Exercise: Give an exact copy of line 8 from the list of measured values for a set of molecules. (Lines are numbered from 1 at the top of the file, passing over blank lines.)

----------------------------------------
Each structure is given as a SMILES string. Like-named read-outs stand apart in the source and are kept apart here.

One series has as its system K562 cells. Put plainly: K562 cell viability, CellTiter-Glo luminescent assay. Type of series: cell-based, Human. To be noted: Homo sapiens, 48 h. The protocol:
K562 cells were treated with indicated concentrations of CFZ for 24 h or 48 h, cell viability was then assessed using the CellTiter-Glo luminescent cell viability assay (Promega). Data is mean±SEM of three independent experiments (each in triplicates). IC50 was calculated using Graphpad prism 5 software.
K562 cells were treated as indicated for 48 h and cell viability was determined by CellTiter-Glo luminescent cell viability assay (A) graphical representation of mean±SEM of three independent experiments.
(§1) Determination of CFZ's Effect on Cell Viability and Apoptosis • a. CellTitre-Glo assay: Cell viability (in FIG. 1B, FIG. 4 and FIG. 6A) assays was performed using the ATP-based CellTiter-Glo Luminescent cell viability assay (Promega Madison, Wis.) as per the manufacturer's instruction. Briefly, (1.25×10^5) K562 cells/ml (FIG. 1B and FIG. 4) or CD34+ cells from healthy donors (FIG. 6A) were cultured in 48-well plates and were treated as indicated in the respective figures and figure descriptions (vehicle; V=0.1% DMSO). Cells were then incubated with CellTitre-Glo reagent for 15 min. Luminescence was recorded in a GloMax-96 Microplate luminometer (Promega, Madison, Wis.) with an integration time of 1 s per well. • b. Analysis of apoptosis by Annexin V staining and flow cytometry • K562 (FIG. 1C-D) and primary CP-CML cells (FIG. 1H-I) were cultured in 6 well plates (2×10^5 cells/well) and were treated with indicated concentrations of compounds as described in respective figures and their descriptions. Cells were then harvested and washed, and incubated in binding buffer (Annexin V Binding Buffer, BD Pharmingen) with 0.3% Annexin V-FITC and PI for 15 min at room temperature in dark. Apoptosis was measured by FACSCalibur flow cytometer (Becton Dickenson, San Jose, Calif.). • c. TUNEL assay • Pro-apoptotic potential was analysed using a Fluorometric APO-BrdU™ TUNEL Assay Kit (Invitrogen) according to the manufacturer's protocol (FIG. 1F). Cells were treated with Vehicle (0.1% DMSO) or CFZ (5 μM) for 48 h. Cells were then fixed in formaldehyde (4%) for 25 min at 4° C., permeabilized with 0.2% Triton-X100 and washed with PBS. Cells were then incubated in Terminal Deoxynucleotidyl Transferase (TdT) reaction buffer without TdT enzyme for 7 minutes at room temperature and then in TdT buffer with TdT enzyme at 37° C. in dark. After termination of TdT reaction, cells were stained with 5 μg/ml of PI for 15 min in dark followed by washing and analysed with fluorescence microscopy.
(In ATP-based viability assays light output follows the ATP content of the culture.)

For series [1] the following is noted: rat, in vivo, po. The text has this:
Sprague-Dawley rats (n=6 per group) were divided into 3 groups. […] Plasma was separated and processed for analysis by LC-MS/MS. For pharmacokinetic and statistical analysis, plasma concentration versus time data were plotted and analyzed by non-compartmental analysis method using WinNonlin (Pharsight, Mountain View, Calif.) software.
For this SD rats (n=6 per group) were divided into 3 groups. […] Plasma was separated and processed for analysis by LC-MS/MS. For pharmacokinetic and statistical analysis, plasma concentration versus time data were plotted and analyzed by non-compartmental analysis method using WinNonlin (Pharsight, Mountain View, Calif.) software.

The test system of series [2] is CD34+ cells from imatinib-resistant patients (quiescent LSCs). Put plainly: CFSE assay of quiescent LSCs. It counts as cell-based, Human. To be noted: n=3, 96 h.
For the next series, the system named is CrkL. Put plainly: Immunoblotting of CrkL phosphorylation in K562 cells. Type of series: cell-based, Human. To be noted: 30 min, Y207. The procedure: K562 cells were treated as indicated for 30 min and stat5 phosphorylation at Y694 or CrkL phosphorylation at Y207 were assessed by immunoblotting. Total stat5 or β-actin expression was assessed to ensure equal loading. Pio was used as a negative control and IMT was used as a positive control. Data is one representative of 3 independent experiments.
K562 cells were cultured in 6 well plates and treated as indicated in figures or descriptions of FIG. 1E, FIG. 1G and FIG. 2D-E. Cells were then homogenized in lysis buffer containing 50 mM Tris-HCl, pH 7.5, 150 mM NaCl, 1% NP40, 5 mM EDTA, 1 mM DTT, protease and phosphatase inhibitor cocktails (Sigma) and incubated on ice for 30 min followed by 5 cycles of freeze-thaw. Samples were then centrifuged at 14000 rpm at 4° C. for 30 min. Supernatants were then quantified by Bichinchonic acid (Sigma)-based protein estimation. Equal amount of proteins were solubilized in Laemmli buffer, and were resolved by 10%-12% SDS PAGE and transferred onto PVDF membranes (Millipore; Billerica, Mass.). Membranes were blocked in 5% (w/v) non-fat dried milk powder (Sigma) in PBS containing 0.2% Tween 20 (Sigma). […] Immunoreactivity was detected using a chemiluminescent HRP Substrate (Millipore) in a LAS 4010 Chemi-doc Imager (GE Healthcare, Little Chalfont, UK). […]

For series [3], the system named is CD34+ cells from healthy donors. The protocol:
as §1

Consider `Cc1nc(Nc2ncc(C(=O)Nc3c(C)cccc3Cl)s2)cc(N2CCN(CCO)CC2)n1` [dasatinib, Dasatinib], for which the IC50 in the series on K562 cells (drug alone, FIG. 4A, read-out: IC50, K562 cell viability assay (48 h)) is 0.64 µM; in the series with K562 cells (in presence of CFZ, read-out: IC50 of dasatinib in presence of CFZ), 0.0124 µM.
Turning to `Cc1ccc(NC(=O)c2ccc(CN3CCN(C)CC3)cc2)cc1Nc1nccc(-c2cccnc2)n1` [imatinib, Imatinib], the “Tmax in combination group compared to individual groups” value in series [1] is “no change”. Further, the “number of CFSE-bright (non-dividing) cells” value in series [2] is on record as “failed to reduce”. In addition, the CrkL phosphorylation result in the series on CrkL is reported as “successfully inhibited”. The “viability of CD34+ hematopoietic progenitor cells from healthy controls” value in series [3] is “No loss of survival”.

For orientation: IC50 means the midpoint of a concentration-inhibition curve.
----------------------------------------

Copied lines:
Sprague-Dawley rats (n=6 per group) were divided into 3 groups. […] Plasma was separated and processed for analysis by LC-MS/MS. For pharmacokinetic and statistical analysis, plasma concentration versus time data were plotted and analyzed by non-compartmental analysis method using WinNonlin (Pharsight, Mountain View, Calif.) software.